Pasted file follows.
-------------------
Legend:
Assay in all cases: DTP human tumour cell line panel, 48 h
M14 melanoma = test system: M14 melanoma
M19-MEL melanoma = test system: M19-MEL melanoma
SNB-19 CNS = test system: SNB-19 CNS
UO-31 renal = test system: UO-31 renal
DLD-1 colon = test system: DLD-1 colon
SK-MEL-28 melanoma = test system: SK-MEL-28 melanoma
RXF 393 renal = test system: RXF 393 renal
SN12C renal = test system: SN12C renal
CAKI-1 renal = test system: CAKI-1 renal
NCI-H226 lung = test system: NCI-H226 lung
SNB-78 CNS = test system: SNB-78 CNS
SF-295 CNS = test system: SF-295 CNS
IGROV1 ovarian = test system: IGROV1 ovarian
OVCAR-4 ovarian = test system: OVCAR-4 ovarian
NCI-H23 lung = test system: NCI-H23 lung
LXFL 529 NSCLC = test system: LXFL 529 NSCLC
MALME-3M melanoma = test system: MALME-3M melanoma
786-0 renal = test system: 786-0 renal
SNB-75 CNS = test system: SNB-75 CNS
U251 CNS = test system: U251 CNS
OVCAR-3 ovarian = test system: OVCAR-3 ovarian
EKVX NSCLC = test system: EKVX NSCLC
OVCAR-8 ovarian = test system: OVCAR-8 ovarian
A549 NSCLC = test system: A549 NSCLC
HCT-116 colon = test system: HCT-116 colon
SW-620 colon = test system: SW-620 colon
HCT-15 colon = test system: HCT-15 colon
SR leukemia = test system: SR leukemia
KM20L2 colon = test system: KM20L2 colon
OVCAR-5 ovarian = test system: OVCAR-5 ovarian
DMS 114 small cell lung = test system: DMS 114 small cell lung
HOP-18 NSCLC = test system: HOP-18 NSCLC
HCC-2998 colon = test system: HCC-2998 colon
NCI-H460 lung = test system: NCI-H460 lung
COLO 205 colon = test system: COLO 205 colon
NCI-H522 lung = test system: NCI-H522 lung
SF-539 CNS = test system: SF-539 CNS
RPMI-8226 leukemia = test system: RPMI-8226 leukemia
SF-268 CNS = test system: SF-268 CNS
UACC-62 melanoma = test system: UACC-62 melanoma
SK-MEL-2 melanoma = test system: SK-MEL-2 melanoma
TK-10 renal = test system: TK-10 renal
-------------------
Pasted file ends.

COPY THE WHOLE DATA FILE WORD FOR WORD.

Legend:
Assay in all cases: DTP human tumour cell line panel, 48 h
M14 melanoma = test system: M14 melanoma
M19-MEL melanoma = test system: M19-MEL melanoma
SNB-19 CNS = test system: SNB-19 CNS
UO-31 renal = test system: UO-31 renal
DLD-1 colon = test system: DLD-1 colon
SK-MEL-28 melanoma = test system: SK-MEL-28 melanoma
RXF 393 renal = test system: RXF 393 renal
SN12C renal = test system: SN12C renal
CAKI-1 renal = test system: CAKI-1 renal
NCI-H226 lung = test system: NCI-H226 lung
SNB-78 CNS = test system: SNB-78 CNS
SF-295 CNS = test system: SF-295 CNS
IGROV1 ovarian = test system: IGROV1 ovarian
OVCAR-4 ovarian = test system: OVCAR-4 ovarian
NCI-H23 lung = test system: NCI-H23 lung
LXFL 529 NSCLC = test system: LXFL 529 NSCLC
MALME-3M melanoma = test system: MALME-3M melanoma
786-0 renal = test system: 786-0 renal
SNB-75 CNS = test system: SNB-75 CNS
U251 CNS = test system: U251 CNS
OVCAR-3 ovarian = test system: OVCAR-3 ovarian
EKVX NSCLC = test system: EKVX NSCLC
OVCAR-8 ovarian = test system: OVCAR-8 ovarian
A549 NSCLC = test system: A549 NSCLC
HCT-116 colon = test system: HCT-116 colon
SW-620 colon = test system: SW-620 colon
HCT-15 colon = test system: HCT-15 colon
SR leukemia = test system: SR leukemia
KM20L2 colon = test system: KM20L2 colon
OVCAR-5 ovarian = test system: OVCAR-5 ovarian
DMS 114 small cell lung = test system: DMS 114 small cell lung
HOP-18 NSCLC = test system: HOP-18 NSCLC
HCC-2998 colon = test system: HCC-2998 colon
NCI-H460 lung = test system: NCI-H460 lung
COLO 205 colon = test system: COLO 205 colon
NCI-H522 lung = test system: NCI-H522 lung
SF-539 CNS = test system: SF-539 CNS
RPMI-8226 leukemia = test system: RPMI-8226 leukemia
SF-268 CNS = test system: SF-268 CNS
UACC-62 melanoma = test system: UACC-62 melanoma
SK-MEL-2 melanoma = test system: SK-MEL-2 melanoma
TK-10 renal = test system: TK-10 renal